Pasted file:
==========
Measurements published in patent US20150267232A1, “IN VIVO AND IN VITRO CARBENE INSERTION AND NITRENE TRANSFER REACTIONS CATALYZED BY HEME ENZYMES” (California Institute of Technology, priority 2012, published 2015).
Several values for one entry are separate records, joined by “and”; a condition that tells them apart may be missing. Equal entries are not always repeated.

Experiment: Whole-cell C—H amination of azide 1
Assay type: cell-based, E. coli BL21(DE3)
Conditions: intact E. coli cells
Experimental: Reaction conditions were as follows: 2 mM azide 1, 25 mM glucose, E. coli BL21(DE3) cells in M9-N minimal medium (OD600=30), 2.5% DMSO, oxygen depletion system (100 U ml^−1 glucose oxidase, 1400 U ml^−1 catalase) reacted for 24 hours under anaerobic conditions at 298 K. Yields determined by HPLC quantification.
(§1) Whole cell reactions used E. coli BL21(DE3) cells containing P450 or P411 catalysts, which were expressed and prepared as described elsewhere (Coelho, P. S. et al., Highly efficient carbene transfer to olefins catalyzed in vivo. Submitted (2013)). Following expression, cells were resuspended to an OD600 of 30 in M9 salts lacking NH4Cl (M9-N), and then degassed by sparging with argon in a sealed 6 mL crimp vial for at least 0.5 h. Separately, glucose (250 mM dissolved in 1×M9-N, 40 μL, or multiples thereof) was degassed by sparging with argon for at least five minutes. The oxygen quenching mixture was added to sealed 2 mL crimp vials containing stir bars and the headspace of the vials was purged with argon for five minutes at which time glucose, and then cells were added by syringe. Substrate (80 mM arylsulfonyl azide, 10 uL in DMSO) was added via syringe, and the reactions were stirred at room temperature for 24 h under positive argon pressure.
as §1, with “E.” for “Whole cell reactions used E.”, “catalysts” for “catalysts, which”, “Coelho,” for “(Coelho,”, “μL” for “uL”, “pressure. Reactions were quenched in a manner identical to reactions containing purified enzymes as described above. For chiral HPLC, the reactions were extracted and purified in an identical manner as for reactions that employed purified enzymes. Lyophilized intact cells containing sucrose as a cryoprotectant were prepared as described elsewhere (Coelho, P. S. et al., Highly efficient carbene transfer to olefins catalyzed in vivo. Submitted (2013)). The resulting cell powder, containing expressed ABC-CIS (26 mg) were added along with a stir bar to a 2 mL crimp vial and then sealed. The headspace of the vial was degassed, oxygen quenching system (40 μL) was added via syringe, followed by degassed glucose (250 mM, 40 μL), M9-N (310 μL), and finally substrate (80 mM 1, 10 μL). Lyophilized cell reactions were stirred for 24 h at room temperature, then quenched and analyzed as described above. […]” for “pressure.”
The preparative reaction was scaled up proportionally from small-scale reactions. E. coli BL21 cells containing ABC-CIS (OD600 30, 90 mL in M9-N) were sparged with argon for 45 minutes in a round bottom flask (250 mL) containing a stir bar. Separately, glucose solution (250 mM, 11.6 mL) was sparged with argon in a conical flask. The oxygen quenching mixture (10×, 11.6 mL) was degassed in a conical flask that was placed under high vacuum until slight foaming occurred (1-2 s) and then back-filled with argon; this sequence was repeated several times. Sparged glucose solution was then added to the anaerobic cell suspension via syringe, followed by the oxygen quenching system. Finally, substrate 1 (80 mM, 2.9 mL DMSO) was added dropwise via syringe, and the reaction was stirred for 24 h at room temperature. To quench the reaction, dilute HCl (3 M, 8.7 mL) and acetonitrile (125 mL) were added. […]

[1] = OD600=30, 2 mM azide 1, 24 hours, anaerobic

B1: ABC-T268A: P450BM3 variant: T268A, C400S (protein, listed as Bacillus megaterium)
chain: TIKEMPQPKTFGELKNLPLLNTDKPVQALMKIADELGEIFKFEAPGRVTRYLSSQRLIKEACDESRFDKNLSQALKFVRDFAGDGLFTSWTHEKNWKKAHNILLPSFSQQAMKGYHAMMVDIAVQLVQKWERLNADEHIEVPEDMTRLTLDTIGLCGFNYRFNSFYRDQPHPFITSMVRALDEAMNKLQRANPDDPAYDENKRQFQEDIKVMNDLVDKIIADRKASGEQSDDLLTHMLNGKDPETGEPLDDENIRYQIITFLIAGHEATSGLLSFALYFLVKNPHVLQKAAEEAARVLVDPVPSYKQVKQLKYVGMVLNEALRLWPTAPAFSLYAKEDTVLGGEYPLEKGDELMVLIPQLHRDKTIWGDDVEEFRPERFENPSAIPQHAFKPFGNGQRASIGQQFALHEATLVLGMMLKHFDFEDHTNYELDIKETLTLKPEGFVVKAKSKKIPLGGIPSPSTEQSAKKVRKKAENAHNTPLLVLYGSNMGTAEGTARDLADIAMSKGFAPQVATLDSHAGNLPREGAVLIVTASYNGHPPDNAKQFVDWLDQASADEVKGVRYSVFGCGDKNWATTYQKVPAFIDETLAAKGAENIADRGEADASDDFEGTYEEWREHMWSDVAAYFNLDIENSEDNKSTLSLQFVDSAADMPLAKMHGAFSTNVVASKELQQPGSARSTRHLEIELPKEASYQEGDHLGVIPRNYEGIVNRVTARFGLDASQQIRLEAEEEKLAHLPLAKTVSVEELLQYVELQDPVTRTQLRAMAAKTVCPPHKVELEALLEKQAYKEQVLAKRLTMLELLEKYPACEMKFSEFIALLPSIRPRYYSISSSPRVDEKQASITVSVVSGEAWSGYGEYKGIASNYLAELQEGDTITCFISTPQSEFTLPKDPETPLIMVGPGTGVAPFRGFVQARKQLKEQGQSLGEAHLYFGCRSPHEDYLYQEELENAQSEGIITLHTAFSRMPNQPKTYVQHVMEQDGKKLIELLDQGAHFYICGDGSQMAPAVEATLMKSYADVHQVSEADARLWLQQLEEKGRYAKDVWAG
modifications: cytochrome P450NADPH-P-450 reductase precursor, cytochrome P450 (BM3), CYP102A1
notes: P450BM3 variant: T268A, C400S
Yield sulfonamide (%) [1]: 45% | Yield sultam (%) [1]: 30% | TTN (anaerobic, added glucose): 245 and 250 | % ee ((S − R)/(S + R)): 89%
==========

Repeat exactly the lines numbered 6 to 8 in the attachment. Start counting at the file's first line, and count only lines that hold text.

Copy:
Experimental: Reaction conditions were as follows: 2 mM azide 1, 25 mM glucose, E. coli BL21(DE3) cells in M9-N minimal medium (OD600=30), 2.5% DMSO, oxygen depletion system (100 U ml^−1 glucose oxidase, 1400 U ml^−1 catalase) reacted for 24 hours under anaerobic conditions at 298 K. Yields determined by HPLC quantification.
(§1) Whole cell reactions used E. coli BL21(DE3) cells containing P450 or P411 catalysts, which were expressed and prepared as described elsewhere (Coelho, P. S. et al., Highly efficient carbene transfer to olefins catalyzed in vivo. Submitted (2013)). Following expression, cells were resuspended to an OD600 of 30 in M9 salts lacking NH4Cl (M9-N), and then degassed by sparging with argon in a sealed 6 mL crimp vial for at least 0.5 h. Separately, glucose (250 mM dissolved in 1×M9-N, 40 μL, or multiples thereof) was degassed by sparging with argon for at least five minutes. The oxygen quenching mixture was added to sealed 2 mL crimp vials containing stir bars and the headspace of the vials was purged with argon for five minutes at which time glucose, and then cells were added by syringe. Substrate (80 mM arylsulfonyl azide, 10 uL in DMSO) was added via syringe, and the reactions were stirred at room temperature for 24 h under positive argon pressure.
as §1, with “E.” for “Whole cell reactions used E.”, “catalysts” for “catalysts, which”, “Coelho,” for “(Coelho,”, “μL” for “uL”, “pressure. Reactions were quenched in a manner identical to reactions containing purified enzymes as described above. For chiral HPLC, the reactions were extracted and purified in an identical manner as for reactions that employed purified enzymes. Lyophilized intact cells containing sucrose as a cryoprotectant were prepared as described elsewhere (Coelho, P. S. et al., Highly efficient carbene transfer to olefins catalyzed in vivo. Submitted (2013)). The resulting cell powder, containing expressed ABC-CIS (26 mg) were added along with a stir bar to a 2 mL crimp vial and then sealed. The headspace of the vial was degassed, oxygen quenching system (40 μL) was added via syringe, followed by degassed glucose (250 mM, 40 μL), M9-N (310 μL), and finally substrate (80 mM 1, 10 μL). Lyophilized cell reactions were stirred for 24 h at room temperature, then quenched and analyzed as described above. […]” for “pressure.”